The ceramics teacher announced on opening day that he was dividing the class into two groups. All those on the left side of the studio, he said, would be graded solely on the quantity of work they produced, all those on the right solely on its quality.His procedure was simple: on the final day of class he would bring in his bathroom scales and weigh the work of the “quantity” group: fifty pound of pots rated an “A”, forty pounds a “B”, and so on. Those being graded on “quality”, however, needed to produce only one pot – albeit a perfect one – to get an “A”.Well, came grading time and a curious fact emerged: the works of highest quality were all produced by the group being graded for quantity. It seems that while the “quantity” group was busily churning out piles of work – and learning from their mistakes – the “quality” group had sat theorizing about perfection, and in the end had little more to show for their efforts than grandiose theories and a pile of dead clay. (David Bayles, Art and Fear)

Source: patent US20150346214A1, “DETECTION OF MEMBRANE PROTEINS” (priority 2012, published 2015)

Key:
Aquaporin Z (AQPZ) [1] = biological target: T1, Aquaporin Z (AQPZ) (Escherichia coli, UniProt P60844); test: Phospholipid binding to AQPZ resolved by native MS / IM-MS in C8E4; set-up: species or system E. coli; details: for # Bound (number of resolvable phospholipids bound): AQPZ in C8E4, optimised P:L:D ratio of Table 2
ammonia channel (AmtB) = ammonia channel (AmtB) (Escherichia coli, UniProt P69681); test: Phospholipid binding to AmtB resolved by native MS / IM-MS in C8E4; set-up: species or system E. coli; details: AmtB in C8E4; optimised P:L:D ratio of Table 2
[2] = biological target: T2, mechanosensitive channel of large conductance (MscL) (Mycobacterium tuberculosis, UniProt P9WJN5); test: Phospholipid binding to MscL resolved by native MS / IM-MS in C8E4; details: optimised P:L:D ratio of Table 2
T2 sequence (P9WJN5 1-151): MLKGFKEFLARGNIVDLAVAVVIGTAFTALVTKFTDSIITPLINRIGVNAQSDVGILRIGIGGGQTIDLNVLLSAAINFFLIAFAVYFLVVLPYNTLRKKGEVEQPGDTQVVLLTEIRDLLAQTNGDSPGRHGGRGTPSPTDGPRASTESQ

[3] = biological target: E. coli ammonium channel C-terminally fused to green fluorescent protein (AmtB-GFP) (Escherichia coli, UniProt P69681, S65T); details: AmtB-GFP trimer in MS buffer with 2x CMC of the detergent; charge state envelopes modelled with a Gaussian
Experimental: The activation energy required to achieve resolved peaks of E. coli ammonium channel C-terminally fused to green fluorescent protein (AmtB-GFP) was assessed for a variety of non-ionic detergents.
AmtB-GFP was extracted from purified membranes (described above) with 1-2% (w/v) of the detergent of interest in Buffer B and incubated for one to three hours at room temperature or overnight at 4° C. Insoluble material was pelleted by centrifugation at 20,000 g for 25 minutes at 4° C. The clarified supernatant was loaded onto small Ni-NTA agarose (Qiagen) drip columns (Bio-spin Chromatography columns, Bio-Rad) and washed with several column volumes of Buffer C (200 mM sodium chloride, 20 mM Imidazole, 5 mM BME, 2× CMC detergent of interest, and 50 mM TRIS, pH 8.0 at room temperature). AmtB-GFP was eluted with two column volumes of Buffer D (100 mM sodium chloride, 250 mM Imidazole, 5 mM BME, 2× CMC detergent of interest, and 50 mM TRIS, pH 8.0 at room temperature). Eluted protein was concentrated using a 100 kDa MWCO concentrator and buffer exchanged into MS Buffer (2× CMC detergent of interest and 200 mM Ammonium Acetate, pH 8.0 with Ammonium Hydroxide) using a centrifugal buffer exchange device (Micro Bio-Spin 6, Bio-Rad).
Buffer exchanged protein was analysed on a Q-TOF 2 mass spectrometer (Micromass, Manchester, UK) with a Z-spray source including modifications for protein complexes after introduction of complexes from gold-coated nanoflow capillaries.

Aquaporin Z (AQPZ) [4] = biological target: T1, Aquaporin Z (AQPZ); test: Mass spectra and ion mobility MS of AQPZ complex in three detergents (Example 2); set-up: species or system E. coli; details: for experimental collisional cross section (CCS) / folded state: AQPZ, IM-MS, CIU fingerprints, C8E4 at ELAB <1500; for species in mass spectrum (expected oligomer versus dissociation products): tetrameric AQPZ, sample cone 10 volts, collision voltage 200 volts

Fifteen years old is the middle of my life, regardless of when I die.
I recognize the scent of a tiger. I have touched the dry head of a tortoise and an elephant’s hard skin. I have caught sight of a herd of wild boar in a forest in Normandy. I ride. I do not explain. I do not excuse. I do not classify. I go fast. (Édouard Levé, When I Look at a Strawberry, I Think of a Tongue. Recommended by Andrew Dowd)
In her 2006 book Generation Me, Twenge laid out astonishing data. For example, by the mid-1990s, the average college male had higher self-esteem than 86 percent of college men in 1968. The figure for women was 71 percent. The average child in the mid-1990s had higher self-esteem than 73 per cent of children in 1979. (Will Storr, The Man Who Destroyed America’s Ego)